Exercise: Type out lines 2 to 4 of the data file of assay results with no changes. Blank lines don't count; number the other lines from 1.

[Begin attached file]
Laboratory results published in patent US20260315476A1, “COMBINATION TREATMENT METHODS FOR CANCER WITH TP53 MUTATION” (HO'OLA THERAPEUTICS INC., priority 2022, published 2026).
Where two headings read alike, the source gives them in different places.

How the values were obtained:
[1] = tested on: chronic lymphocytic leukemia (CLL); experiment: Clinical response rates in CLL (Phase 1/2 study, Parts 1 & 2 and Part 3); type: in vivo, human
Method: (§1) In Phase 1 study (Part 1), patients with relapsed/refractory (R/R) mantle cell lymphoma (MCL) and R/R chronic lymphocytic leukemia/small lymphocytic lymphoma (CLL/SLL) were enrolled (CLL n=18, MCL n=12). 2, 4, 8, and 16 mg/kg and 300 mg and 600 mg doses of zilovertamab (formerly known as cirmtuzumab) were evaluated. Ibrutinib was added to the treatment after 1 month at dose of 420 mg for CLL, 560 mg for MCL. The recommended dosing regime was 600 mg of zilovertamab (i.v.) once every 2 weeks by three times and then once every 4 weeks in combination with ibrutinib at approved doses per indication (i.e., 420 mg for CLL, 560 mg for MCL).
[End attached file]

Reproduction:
Where two headings read alike, the source gives them in different places.

How the values were obtained:
[1] = tested on: chronic lymphocytic leukemia (CLL); experiment: Clinical response rates in CLL (Phase 1/2 study, Parts 1 & 2 and Part 3); type: in vivo, human